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MIAMI BEACH – Television viewers’ second screen engagement using Twitter will soon impact pricing of some TV advertising, beginning with the network and cable ad sales upfronts this spring — at least that’s what Twitter managing director of global brand and agency strategy Jean-Philippe Maheu predicted during Monday’s opening keynote session at NATPE.
Maheu said that since last year Nielsen has begun measuring Twitter ratings showing how viewers engage with shows. “That’s going to drive some activity during the upfronts, where programs with similar ratings may have different pricing based on the Nielsen Twitter rating,” he said.
Former NBC Universal executive Lauren Zalaznick, who moderated the panel, asked the ballroom full of TV buyers, sellers, media, ad execs and financiers attending the conference how many were on Twitter and pretty much everyone raised their hand.
Twitter research shows that about 80 percent of viewers use Twitter or some form of social media on second screens when watching TV, whether it is a laptop, desktop computer, tablet, smart phone or other device.
He said they worked with Nielsen on a study that examined a group of 12,000 TV viewers, split among those who don’t use a second screen, those who watch a second screen along with a TV show and those who actively tweet during a show. He said they found 37 percent greater engagement among those who tweet.
“People who are tweeting don’t go to the kitchen or bathroom — they stay in the room,” said Maheu. “They may not watch everything about ads, but they are watching … Advertising agencies need to stop thinking all viewing is equal. Nielsen engagement is going to help set pricing in the next upfront.”
Fred Graver, Twitter’s head of TV, said after last year’s upfronts broadcast and cable networks “opened the door to us,” and Twitter executives met with producers, showrunners, writers and talent to show them how to utilize the second screen to better connect with their audiences so their content would engage fans and drive ratings.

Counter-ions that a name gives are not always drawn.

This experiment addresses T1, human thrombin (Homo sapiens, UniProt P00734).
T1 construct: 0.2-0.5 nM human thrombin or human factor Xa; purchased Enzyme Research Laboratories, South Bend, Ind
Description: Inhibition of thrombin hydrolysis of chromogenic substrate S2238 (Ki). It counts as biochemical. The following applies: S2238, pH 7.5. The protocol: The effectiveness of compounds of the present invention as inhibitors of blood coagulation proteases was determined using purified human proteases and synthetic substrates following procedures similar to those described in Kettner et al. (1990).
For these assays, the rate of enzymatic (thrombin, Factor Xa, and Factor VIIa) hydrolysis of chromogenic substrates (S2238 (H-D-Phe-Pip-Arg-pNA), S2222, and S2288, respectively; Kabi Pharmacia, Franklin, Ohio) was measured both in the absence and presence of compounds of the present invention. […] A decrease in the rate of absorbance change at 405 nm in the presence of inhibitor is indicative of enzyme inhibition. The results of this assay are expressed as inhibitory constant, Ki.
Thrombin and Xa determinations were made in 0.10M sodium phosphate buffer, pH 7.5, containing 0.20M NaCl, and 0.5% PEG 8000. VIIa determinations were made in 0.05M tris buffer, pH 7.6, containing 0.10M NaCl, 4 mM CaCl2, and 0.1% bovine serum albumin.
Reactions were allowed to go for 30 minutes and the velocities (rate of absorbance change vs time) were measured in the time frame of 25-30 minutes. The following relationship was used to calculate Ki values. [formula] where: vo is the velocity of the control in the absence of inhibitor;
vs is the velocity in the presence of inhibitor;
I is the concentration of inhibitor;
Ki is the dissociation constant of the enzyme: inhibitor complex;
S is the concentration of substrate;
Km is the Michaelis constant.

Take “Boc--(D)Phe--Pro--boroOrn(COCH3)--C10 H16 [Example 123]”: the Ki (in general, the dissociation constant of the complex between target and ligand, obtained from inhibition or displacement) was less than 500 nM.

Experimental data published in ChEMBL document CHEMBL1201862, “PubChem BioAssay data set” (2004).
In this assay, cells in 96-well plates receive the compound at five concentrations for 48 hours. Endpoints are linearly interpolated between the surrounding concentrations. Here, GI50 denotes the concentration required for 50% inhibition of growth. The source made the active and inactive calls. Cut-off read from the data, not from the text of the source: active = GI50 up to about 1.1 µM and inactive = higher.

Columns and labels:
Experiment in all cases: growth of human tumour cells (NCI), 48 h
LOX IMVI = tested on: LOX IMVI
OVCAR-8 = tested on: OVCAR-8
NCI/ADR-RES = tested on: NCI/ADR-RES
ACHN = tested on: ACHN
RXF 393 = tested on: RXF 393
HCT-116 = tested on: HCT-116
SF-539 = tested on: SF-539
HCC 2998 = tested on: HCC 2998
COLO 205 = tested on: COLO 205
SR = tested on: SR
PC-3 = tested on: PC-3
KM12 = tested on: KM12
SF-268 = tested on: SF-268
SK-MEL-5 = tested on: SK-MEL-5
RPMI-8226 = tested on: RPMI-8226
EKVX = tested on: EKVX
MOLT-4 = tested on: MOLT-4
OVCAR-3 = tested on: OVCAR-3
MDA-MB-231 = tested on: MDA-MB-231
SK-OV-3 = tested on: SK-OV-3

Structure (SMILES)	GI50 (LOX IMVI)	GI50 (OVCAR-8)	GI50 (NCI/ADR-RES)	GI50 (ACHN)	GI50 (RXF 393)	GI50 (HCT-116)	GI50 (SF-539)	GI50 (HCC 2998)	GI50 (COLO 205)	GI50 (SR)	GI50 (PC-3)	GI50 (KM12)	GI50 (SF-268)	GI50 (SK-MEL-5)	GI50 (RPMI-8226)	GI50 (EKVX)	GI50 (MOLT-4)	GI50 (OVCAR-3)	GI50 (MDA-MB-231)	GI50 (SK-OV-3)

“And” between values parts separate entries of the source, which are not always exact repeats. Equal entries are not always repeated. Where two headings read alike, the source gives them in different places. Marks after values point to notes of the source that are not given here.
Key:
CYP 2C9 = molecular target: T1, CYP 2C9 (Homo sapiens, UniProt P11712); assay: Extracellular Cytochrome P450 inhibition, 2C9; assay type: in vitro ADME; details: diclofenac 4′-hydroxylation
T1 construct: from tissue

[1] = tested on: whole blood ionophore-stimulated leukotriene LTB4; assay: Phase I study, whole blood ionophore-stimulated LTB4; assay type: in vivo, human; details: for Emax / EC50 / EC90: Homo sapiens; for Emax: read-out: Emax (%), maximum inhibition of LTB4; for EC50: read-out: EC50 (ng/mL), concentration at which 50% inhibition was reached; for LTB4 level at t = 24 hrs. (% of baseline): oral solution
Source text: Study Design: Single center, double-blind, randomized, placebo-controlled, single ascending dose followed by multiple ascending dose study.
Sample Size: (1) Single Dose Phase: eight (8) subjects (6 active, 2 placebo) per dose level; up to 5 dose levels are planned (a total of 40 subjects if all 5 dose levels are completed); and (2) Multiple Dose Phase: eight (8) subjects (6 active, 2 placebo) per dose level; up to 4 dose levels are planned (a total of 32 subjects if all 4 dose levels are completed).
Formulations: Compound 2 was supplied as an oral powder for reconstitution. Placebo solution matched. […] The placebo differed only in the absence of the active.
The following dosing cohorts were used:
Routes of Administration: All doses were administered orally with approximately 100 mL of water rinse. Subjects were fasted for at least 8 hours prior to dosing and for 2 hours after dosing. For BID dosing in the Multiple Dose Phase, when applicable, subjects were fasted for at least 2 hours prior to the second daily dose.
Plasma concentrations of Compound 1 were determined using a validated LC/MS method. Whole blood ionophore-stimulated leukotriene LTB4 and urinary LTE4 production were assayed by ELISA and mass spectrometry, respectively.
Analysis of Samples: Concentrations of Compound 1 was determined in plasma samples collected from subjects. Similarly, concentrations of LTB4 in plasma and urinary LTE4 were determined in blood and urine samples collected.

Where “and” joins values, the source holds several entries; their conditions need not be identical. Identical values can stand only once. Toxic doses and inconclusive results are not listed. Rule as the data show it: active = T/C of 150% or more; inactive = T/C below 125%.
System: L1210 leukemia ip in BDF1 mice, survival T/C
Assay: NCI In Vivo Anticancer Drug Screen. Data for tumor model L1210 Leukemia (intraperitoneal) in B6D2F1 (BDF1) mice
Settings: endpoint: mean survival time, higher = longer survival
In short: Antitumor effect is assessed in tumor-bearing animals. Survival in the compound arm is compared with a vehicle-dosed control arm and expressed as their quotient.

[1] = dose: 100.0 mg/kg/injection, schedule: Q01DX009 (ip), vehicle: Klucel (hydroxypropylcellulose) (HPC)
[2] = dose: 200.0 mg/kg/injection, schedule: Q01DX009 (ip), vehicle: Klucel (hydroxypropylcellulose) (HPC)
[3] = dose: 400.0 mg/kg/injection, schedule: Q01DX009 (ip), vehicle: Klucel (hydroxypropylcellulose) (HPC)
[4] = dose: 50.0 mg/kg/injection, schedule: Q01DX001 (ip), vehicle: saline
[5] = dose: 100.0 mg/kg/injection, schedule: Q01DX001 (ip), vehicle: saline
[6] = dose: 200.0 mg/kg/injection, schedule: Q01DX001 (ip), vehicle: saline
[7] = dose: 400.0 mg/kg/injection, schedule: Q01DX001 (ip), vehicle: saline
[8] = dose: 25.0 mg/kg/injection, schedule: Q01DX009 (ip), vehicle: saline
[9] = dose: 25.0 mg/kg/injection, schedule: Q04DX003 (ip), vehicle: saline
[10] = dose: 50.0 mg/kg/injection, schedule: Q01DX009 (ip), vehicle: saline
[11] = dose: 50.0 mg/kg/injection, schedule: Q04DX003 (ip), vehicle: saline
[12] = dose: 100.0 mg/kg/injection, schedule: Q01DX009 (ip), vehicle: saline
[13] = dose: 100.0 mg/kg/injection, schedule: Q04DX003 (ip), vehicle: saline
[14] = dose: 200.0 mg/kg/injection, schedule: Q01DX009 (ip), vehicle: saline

Among the shows that Twitter worked with are The Good Wife and Law & Order: SVU. They encouraged the talent, for instance, to live tweet during a show about half a dozen times an hour, and then watch as people re-tweet their messages. “It’s the new autograph,” said Graver, “only better than an autograph because everybody sees it.”
He said in the case of SVU, a show that has been on air for 15 years, they targeted this season. This year the showrunner tweets, as does actress Mariska Hargitay.
They tweeted in advance of the beginning of the season to groups that might be interested in some of the dark, serious topics the show is known to address. They said, “This is what we’re going to be talking about and doing,” to raise the awareness. The show had its best premiere ratings, he added, in five years.
He said that way the story became “a conversation with the audience and more and more shows are doing that.”
Mike Park, senor manger, Twitter Amplify, said they have also been working with advertisers on how to best attach advertising to the Twitter message tied to a show or subject. They are then able to target that tweet to specific audiences by state, interest groups and even zip codes. “They can get in front of one user,” added Park, “based on what they talk about and where they live.”
The targeting of interest groups is an added form of using psychographs – research that indicates a person’s age, sex, location and special interests. “Brands love the platform,” Maheu added, “because they can double down on targeted audiences. They are able to buy television locally or nationally and, at the same time, buy on Twitter to leverage the second screen to what they are discussing.”
In a pitch to TV syndicators, Graver added that there is value to thinking locally. For instance, Twitter is working with syndicators, so if someone is watching “Jeopardy or Wheel of Fortune in Akron, Ohio, tweets go out to that market. That helps local stations begin to make connections with their audience.”
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